Scholarship and education

The waltz arrives in Beijing schools

Children at Beijing's Erlonglu Middle School yesterday demonstrated new dance steps from China's Department of Education. The dance program, part of the MoE's new emphasis on physical fitness, is set to be implemented nationwide starting in the fall semester, but it has already met with resistance from some parents and educators.

Yesterday, the Ministry made two points of clarification about the dances. First, it reiterated that the new steps are not intended to replace current calisthenics; far from being compulsory, dancing will be just one of a number of aerobic activities available to schools.

Second, the Ministry countered objections from concerned parents that close contact between boys and girls would foster teen romance. From The Beijing News:

Yang Guiren, Director of Sports, Health and Art Education, said yesterday that you can't say that young love will happen with dancing but will not happen without dancing. In his view, dancing is merely normal interaction among children.
He said that young love is primarily a question of guidance. In his view, the call to implement separate schools for boys and girls - boys and girls cannot be together in one school - is actually "an unhealthy interpretation and unhealthy understanding of education itself."

The story was featured in every Beijing newspaper today and made the front page of The Beijing News, Beijing Youth Daily, and the Beijing Times. Though each paper sent its own photographer to the school, they all ended up taking photos of the same couple - a boy in a sweater vest and a girl in a plaid skirt. In the background, other boys are in white shirts and other girls are in plain blue skirts.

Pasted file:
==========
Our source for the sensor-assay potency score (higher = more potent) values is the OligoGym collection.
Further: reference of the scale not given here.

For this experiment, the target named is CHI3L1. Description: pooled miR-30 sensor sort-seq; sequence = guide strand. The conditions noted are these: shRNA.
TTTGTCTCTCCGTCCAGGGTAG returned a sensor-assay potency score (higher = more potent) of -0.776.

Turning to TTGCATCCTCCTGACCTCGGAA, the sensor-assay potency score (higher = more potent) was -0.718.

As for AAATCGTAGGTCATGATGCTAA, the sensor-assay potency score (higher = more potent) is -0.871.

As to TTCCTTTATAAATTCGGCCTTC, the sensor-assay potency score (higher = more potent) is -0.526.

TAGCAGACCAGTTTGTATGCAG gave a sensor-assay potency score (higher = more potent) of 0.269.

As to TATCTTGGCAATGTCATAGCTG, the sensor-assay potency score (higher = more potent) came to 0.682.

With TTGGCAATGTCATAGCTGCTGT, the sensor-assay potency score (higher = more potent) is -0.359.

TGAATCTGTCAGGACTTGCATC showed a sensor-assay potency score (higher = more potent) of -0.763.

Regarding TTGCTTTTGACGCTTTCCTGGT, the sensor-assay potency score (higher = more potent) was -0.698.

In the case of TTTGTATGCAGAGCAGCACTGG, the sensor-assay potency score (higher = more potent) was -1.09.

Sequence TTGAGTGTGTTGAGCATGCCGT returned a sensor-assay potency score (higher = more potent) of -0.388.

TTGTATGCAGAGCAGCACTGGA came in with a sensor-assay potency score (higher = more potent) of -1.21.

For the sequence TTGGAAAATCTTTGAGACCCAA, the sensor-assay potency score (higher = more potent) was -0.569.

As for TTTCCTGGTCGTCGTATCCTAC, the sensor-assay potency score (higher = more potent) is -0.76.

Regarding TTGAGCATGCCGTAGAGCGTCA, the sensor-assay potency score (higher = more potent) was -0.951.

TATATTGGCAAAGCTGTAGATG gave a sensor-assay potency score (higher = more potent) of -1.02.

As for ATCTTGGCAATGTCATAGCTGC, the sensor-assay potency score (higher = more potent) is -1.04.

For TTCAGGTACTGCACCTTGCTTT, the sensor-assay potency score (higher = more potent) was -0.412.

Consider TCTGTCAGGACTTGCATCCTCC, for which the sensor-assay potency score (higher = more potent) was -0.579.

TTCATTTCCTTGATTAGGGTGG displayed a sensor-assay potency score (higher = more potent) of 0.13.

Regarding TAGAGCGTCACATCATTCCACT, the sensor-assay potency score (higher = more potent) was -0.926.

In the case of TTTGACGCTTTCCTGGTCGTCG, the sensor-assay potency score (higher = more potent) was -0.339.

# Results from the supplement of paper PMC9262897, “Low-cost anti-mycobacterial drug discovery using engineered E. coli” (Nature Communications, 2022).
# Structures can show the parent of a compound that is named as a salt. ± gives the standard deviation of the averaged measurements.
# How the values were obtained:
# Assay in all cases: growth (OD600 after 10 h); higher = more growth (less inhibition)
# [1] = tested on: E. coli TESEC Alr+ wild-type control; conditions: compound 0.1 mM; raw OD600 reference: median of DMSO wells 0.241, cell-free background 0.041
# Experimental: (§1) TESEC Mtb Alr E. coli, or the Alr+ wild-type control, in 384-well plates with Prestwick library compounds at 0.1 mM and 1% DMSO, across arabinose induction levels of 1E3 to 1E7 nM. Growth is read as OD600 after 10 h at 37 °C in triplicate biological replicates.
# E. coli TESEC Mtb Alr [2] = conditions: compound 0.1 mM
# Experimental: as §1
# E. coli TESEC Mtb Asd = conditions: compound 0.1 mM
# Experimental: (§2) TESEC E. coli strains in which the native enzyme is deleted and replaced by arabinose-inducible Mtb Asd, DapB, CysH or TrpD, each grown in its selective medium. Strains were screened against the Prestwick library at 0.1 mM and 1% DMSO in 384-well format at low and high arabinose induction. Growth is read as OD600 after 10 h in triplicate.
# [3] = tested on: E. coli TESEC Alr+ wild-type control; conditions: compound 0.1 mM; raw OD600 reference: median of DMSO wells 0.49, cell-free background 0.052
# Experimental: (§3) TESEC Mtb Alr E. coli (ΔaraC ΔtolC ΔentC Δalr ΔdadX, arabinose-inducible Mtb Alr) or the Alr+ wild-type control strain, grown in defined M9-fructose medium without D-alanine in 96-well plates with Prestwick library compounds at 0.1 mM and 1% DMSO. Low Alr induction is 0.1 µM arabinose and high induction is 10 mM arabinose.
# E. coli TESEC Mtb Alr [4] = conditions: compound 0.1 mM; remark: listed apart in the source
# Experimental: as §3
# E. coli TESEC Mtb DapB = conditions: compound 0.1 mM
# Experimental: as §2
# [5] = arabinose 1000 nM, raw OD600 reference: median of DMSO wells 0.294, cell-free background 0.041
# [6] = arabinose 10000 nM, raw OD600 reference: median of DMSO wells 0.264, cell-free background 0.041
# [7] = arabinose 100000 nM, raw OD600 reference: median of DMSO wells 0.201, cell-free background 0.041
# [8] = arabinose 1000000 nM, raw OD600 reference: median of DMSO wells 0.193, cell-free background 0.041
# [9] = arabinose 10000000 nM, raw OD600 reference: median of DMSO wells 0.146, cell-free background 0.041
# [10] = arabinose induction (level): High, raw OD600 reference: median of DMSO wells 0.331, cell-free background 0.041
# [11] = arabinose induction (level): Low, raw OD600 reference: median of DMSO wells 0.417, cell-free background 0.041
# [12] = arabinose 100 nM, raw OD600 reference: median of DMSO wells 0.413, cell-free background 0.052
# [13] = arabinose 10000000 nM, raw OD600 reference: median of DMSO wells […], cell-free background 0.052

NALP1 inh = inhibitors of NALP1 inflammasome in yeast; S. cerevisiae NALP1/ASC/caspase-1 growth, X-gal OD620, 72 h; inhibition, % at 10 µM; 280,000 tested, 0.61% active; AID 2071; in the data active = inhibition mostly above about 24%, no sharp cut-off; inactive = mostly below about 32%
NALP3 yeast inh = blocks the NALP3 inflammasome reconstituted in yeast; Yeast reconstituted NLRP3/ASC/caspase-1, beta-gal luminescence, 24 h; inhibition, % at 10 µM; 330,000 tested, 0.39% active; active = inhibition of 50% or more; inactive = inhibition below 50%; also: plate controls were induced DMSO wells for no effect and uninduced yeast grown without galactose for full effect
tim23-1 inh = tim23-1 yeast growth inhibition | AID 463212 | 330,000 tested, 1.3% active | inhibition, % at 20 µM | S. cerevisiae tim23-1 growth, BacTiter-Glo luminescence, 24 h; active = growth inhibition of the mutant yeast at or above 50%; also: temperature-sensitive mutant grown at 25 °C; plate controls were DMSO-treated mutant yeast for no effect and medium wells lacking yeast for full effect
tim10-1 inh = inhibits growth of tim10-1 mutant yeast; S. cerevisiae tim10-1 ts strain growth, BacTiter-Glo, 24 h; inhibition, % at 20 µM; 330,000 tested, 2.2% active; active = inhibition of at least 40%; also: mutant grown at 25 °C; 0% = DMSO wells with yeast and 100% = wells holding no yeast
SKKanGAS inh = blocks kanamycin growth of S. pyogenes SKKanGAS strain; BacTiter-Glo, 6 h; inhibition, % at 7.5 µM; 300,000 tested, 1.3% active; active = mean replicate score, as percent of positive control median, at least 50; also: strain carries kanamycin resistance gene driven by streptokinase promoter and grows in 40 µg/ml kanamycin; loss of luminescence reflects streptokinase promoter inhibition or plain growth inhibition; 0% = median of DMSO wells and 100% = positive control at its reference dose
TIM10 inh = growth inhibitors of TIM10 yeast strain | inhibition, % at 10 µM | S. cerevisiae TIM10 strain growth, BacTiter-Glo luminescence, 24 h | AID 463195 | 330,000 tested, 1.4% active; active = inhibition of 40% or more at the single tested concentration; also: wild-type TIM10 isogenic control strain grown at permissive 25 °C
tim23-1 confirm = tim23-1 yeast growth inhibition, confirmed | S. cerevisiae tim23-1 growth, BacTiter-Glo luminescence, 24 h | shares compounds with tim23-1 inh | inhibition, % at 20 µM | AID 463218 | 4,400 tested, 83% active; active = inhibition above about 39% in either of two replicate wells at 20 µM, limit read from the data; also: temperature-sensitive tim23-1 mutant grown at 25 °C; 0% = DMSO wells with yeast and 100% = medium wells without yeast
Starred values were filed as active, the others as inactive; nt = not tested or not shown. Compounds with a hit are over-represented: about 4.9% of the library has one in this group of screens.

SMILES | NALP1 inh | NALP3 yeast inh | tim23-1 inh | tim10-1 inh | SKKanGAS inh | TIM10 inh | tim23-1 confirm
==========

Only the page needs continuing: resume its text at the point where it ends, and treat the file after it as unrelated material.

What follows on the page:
A Ministry of Education survey found that 72.3% of primary- and middle-school students "like" or "reasonably like" dancing in schools, and 75% of students participating in tests of the program chose coed over single-sex dancing.

However, to some critics, the waltz and other dances (including the traditional Chinese yangge) are not appropriate for all school children. A Reuters article last week closed with a bizarre suggestion from a dissenting voice:

The programme's uniformity had also wrong-footed some parents who said schools should offer a mix of exercises to cater to different tastes and backgrounds, including martial arts and swimming, a woman surnamed Zhao suggested.

"Activities like cock-fighting and sandbag-tossing could be suitable for economically undeveloped regions," the paper quoted Zhao as saying. She said she had a son learning taekwondo who would "definitely not want to dance".

It turns out that what's translated here as "cock-fighting" (斗鸡) is actually the name of the children's game depicted in this illustration - hopping on one leg, kids try to knock each other down.

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There are currently 3 Comments for The waltz arrives in Beijing schools.

Comments on The waltz arrives in Beijing schools

"cock-fighting"...I loled!

What, you mean you never cock fought?

Ehmm, me either.

The criticism of puppy love and the risk of teenage love (mostly future premarital sex) stemming from being too close together while dancing that comes with teaching children how to waltz is nothing new. In the late 18th century, most archdioceses and religious sects banned the dance for the same reasons. It's sad that I have to compare the critics of the movement with the Catholic bishops and the pastors of the time.

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